A Birmingham hospital found to be falling short on emergency care targets has been criticised by a Government health 'tsar'.
Professor Sir George Alberti visited Good Hope Hospital in Sutton Cold-field last month following an inspection by Department of Health officials after the trust repeatedly failed to meet the target of seeing 98 per cent of its A&E patients within four hours.
Sir George's report, which is to be discussed on Monday at the hospital's board meeting, highlights the need to improve communication between departments, claiming that "services within the hospital had become fragmented".
Sir George also suggested doctors should spend more time with patients after admission rather than focus on those in the short stay ward.
The report states: "Poor performance relates particularly to medical admissions and waiting for beds although other parts of the process could be accelerated.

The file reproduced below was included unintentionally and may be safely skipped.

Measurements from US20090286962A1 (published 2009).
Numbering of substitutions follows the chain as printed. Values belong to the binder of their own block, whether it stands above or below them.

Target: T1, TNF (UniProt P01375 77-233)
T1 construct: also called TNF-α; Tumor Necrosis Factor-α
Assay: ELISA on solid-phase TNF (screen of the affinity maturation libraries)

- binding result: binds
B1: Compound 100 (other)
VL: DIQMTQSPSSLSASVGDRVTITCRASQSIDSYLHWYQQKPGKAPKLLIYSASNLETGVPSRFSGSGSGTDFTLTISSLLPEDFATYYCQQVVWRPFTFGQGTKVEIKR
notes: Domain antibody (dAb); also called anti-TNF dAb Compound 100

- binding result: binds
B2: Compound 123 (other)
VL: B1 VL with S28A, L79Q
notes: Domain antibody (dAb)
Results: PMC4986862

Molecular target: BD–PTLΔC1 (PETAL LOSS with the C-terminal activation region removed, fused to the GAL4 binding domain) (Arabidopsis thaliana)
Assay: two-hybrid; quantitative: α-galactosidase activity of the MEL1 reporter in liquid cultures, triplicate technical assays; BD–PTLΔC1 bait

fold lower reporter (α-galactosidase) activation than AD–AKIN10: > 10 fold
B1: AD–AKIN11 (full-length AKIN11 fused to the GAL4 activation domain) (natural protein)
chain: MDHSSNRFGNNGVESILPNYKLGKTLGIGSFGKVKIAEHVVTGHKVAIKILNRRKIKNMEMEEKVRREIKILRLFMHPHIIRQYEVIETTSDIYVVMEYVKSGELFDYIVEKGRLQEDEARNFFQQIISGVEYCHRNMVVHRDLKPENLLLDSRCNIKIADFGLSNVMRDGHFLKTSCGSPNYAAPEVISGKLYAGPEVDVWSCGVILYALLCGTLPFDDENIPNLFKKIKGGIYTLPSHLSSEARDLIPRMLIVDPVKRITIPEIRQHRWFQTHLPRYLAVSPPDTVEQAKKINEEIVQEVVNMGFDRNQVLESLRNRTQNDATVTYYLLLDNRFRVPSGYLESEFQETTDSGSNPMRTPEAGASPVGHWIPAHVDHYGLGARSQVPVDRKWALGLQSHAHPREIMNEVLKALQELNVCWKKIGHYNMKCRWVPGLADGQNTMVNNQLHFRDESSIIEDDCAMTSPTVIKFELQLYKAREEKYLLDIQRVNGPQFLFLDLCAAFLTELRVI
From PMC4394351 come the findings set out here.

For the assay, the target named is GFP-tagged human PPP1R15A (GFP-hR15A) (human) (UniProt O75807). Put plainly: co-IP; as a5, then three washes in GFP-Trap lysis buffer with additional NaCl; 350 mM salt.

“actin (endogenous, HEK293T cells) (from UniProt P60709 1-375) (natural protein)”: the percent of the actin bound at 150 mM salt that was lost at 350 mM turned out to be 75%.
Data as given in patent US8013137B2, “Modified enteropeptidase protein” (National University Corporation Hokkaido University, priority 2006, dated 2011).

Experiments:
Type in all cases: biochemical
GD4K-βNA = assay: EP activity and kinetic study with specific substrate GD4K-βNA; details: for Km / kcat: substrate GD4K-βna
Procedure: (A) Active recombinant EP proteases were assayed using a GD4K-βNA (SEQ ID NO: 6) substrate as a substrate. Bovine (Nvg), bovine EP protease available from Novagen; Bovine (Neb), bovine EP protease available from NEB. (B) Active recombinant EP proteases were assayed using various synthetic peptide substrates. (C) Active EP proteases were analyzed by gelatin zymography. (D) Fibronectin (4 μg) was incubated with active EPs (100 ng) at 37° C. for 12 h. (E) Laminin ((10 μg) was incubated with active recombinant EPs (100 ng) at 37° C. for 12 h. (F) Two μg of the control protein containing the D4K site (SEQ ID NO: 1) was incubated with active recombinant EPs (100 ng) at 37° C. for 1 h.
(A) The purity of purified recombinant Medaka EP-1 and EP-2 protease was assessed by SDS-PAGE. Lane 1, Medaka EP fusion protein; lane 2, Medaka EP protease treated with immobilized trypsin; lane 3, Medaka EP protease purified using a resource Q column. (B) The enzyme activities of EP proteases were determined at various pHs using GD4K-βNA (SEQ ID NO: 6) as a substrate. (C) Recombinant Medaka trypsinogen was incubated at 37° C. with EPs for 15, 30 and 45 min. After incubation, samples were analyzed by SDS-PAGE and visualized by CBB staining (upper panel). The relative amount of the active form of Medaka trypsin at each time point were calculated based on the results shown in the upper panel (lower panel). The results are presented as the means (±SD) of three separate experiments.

"I suspect that better use of beds would ensue if all community and hospital beds were viewed as a single pool and run jointly by the acute trust and PCT.
"Many of the problems with emergency admissions stem from the poor bed availability.
"A new medical ward should be created, this should be linked to closing a surgical ward. This would free up surgical beds as patients going to a medical unit will have shorter length of stay than other outliers."
Andrew Walker, the trust's director of operations, said: "On a month-by-month basis we have been meeting the 98 per cent four-hour target.
"However we have not been achieving it consistently enough for a number of weeks, which is why we welcomed the Department of Health's offer of expert advice.
"We have already acted on some of Professor Alberti's recommendations and the others are being worked on as a matter of urgency by a new working group."